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Coaching Australian Junior Football have shown improvement.

While coaching Australian Junior Football, I coached my son’s under eight team. After each game I wrote a game test that would be the basis for our next training game and pre-game team talk. I will note the things that need to be discussed and those that have shown improvement. Here is what I wrote about each game.

Game 1 against the Magpies No. 1 team. 1:

All of these things needed to be improved: construction; shepherding; football work on the floor; learning to run; learning to play forward; kicking and competing with the ball.

Game 2 against the Magpies No. 1 team. 2:

The problems with Game 1 were still there especially overcrowding and tagging their person.

Game 3 against the Pumas:

There was no shepherding and it was noisy again. They were slow to play. Improper kicking means they need to learn to look at the goal.

Game 4 against Panthers:

Then a little shepherding began. The players were not chasing enough to get the ball. Again the game was still very crowded.

Game 5 against the Vikings:

They had no confidence in last year’s prime minister. They were still struggling to meet the ball and needed to focus on playing their place. There was a rush to kick.

Still, they had two good points to deal with hitting well.

Game 6 against the Reds:

It was very bumpy. Ruck work requires more practice.

Herding and speaking and playing improved.

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Game 7 against the Vikings:

Picking up a ball and running to meet the needs of a gym ball. Holding on to the ball when someone wants to snatch it you need to practice. Learning to play requires more motivation and practice.

Game 8 against the Devil:

There has been a lot of “single climbs” against a weak team and players who are often out of place. Players were not always kicking at the goals.

Game 9 against the Roosters:

Being a marker requires negotiation. Players need to be aggressive in the ball with a lot of shakes.

10th game against the Panthers:

Once again the game was full of players scaring the ball.

There was a good deal

Game 12 against the Magpies No. 1 team. 1:

Tackling also got poor while the players were still fighting for the ball.

However their kicks were improving as well as playing forward.

Game 13 against the Pumas:

How to mark your husband needs work. The players are still waiting for the ball to arrive instead of attacking it. Shepherding also became a problem.

Playing forward continues to improve.

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Coaching Australian Junior Football Notes:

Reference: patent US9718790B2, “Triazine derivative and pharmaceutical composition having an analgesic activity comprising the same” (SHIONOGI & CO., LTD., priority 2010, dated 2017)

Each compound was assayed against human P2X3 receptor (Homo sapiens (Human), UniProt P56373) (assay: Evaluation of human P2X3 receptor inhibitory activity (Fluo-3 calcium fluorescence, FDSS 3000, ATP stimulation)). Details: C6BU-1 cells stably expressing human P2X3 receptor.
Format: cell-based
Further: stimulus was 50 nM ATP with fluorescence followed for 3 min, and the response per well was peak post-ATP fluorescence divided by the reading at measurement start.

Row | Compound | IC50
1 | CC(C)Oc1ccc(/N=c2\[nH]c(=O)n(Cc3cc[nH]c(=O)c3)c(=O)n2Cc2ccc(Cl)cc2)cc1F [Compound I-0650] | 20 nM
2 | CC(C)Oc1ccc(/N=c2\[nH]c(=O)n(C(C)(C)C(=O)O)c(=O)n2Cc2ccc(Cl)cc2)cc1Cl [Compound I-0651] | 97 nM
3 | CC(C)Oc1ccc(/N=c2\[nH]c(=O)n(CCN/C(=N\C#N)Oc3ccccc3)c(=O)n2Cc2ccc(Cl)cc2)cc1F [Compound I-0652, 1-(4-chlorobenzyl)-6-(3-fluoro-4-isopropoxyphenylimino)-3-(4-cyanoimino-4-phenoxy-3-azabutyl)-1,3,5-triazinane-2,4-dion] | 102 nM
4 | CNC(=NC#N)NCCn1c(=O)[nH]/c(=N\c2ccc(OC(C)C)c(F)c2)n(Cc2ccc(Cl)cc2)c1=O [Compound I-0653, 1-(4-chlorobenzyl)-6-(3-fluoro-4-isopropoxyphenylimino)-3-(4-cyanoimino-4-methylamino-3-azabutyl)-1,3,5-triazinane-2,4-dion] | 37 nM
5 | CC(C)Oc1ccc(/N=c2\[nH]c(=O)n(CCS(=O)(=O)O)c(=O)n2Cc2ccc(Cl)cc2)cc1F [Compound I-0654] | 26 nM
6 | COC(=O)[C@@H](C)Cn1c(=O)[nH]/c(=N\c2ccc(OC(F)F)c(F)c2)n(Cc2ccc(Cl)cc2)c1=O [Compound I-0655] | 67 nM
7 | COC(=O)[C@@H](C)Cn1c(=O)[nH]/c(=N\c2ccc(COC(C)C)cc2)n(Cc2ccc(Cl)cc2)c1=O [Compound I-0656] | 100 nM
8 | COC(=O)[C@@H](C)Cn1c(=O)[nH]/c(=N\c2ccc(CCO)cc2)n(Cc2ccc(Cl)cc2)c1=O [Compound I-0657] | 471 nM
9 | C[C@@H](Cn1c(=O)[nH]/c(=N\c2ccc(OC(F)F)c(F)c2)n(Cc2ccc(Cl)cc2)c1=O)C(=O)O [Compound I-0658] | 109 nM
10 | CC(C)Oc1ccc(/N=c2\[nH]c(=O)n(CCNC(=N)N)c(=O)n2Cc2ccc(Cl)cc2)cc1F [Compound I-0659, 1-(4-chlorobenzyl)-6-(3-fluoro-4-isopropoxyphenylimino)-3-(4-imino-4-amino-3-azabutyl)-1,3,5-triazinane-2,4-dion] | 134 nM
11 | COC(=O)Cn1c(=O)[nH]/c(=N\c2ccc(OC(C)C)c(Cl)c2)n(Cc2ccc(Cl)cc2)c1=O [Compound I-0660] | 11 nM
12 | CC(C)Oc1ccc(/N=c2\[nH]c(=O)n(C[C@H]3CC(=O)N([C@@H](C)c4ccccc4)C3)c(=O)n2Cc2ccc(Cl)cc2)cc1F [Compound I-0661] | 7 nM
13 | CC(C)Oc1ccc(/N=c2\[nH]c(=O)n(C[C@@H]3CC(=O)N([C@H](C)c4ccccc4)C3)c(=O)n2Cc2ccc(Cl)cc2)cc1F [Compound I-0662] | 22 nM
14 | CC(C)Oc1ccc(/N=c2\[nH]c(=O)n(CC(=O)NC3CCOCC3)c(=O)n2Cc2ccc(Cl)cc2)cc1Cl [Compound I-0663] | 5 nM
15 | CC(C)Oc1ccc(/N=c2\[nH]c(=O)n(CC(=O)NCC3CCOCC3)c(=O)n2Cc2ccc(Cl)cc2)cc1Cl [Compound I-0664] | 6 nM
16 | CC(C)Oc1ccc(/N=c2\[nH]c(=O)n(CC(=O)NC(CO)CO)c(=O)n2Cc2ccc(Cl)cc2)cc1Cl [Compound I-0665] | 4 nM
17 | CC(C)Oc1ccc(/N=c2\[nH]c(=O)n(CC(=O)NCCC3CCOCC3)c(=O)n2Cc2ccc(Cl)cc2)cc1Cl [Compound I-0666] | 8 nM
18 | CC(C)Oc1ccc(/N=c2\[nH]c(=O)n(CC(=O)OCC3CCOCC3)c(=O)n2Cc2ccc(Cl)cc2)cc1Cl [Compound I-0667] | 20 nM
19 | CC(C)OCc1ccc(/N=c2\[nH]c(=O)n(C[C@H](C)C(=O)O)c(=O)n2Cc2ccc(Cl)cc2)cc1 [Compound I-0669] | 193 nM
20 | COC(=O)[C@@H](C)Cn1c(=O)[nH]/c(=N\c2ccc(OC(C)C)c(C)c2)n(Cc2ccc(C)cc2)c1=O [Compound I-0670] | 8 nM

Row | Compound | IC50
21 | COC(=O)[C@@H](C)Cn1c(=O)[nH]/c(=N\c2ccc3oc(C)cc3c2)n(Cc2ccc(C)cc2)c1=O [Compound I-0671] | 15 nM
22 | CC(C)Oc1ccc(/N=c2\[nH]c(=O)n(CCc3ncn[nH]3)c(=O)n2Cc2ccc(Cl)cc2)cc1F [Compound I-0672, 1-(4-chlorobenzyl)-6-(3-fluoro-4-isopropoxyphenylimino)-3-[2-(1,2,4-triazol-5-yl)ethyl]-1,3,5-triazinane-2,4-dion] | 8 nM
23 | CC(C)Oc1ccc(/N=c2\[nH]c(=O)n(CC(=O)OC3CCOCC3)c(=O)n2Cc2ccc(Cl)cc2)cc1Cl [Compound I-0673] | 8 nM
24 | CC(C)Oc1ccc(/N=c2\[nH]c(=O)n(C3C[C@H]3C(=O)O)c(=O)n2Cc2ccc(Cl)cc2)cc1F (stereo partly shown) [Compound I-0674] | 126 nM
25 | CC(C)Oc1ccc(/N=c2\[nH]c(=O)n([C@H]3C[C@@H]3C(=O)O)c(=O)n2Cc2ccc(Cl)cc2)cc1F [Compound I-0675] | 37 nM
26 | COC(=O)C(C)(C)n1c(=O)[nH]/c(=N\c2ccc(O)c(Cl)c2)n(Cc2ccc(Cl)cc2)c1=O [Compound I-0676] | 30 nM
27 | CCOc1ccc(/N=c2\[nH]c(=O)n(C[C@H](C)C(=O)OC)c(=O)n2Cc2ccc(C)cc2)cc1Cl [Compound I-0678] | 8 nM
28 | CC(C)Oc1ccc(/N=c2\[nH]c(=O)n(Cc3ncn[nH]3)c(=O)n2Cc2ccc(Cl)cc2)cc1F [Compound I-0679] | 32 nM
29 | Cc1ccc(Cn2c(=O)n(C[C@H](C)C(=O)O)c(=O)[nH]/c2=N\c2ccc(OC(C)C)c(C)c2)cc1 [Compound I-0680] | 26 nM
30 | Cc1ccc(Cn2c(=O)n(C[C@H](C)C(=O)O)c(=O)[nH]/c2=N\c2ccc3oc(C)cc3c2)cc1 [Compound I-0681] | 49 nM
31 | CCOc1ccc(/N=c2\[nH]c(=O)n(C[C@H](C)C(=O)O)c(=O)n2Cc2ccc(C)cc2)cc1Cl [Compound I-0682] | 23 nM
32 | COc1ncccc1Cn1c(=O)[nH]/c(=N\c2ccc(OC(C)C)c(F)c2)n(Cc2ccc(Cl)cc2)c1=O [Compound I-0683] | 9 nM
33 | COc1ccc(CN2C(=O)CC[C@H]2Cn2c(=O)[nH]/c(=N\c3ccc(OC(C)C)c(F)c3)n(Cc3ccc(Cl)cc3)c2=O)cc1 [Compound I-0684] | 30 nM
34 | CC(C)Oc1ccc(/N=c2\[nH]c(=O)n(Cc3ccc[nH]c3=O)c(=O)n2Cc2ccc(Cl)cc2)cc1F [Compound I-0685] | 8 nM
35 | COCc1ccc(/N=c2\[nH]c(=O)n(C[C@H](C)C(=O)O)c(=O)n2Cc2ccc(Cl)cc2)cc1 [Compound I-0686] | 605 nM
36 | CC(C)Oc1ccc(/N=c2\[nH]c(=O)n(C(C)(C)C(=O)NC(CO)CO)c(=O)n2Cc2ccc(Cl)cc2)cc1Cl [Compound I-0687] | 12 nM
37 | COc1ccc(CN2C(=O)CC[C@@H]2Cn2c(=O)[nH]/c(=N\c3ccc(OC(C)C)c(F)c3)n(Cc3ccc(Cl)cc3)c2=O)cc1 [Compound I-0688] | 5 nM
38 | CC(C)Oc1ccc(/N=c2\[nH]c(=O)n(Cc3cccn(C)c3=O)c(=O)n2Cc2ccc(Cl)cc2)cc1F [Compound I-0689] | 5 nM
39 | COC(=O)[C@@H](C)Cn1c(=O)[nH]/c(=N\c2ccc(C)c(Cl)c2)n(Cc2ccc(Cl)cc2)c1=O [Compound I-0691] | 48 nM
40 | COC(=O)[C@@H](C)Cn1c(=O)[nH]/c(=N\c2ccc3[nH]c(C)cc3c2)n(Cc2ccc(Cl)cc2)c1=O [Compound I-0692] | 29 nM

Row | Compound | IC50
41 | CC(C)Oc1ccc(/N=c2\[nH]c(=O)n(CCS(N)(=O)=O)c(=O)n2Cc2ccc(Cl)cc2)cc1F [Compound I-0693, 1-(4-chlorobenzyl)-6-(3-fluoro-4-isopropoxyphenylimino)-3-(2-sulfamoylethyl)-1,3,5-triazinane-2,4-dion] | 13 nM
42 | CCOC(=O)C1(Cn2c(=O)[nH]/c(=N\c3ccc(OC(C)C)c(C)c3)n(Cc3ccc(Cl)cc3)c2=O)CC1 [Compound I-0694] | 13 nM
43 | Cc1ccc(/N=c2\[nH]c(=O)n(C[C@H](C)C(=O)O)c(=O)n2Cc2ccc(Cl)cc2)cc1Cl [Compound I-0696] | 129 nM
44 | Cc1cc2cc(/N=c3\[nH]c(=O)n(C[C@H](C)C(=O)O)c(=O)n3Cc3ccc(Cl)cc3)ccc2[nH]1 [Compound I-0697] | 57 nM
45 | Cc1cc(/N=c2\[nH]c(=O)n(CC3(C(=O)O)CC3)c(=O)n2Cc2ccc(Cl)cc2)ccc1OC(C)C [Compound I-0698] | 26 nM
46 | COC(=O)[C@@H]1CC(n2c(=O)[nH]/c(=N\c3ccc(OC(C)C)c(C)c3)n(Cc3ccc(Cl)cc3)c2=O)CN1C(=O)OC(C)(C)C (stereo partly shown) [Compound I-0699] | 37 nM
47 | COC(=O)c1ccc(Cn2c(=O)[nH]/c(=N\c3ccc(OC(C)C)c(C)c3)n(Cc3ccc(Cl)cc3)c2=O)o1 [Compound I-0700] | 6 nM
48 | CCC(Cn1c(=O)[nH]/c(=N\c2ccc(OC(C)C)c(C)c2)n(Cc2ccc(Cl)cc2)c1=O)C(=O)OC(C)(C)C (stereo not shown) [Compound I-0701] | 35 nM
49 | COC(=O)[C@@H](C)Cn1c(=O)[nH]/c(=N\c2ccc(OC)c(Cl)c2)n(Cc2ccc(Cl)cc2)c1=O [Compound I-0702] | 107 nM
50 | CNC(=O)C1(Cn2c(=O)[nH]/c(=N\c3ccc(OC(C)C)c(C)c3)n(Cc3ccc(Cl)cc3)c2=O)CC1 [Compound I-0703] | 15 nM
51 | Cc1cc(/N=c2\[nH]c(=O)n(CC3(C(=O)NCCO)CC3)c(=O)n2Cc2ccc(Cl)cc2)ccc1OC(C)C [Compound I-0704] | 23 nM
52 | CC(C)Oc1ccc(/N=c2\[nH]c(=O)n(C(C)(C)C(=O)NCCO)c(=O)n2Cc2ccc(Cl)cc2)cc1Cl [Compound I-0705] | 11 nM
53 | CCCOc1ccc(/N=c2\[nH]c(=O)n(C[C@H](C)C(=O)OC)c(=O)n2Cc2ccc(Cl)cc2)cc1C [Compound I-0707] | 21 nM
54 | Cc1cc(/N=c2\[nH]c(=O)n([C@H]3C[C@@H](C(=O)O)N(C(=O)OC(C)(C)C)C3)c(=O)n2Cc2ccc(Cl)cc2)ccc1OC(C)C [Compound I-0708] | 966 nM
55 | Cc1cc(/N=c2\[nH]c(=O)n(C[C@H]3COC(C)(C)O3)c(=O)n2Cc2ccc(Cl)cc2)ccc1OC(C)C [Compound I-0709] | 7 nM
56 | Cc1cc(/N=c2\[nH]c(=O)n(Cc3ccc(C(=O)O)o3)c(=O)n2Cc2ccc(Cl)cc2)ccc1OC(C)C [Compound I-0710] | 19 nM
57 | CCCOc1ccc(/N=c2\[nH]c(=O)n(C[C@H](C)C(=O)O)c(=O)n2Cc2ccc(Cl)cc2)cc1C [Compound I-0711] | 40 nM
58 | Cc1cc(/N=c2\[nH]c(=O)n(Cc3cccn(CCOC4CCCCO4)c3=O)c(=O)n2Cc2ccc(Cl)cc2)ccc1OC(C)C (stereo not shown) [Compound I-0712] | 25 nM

Below is something I have seen about the team’s progress during the season and beyond.

  1. Playing with better teams often sees a decline in level and playing habits especially due to lack of confidence.
  2. There are always a few new players in your team each year to reach the level.
  3. If a team plays against a team they know they can beat, you will find soccer players and players hungry for goals. They were as confident as they were at Rooster when the players were running very fast and getting into trouble.
  4. It is clear from the above that no real progress is being made. But as the year progresses the expectations rise and you expect more success.
  5. This year, our team was in the middle of the field in terms of skills and winning. In the under-ten tournament, they made it to the first finals and the following year won the premiership.
  6. Remember that success is not quick. It is important to teach boys skills and how to play the game correctly. Success will come to the players and the team. Help the boys to enjoy the game first and love it.
  7. It is important to note here that these guys were playing football before the arrival of the modified ball, “Auskick” and the rule of rotation.
  8. One point: do not forget that there will be slow developers. Some of the best AFL players have ever played football representing the people in their younger days. Some players will just love to play and love the club. These are usually the players who become team officials and staff in the future.

Coaches who feel successful with their players

The publication of the problem diary and the progress of the games was designed to show new coaches who feel successful with their players so that they understand that success usually comes in the slow moving forward. Keeping a diary allows you, at the end of the season, to see if you have really made progress with your team.

Our writer started playing Australian Football at the age of ten. His coaching career began at the age of 20 and continued into his 60’s. She has coached teams at school, regional, regional and national competitions. He has written a textbook for teachers and junior trainers called “Flying High for the Footy and Kicking Goals” which is available by sending an email to rrickboyce@bigpond.com.

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